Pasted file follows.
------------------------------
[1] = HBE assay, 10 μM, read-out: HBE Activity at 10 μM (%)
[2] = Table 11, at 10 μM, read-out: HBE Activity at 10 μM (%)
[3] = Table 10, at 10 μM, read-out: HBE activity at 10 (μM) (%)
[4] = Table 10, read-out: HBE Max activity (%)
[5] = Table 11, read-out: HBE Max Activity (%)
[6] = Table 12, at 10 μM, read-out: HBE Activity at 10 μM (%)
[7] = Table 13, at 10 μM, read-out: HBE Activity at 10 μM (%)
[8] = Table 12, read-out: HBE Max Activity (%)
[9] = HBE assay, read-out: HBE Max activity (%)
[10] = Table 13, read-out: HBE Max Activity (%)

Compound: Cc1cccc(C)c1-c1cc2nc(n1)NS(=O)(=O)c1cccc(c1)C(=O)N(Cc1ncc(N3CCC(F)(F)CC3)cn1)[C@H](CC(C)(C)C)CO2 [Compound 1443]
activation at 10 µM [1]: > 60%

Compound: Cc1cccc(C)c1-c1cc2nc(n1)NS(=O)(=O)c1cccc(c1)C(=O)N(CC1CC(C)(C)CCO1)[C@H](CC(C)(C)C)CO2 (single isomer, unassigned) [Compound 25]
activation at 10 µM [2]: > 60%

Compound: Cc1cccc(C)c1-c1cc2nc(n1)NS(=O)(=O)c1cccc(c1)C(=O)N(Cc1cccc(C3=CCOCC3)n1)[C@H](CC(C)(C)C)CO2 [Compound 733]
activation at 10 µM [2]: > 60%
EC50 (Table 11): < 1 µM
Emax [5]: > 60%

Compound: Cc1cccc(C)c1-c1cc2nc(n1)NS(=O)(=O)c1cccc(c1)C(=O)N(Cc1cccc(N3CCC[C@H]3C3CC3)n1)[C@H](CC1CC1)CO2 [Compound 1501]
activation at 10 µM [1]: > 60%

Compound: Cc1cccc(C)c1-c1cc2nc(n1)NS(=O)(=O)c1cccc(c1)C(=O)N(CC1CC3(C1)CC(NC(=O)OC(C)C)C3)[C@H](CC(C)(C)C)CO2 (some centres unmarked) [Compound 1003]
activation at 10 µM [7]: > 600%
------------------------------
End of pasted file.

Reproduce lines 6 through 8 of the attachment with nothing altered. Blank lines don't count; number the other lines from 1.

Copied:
[6] = Table 12, at 10 μM, read-out: HBE Activity at 10 μM (%)
[7] = Table 13, at 10 μM, read-out: HBE Activity at 10 μM (%)
[8] = Table 12, read-out: HBE Max Activity (%)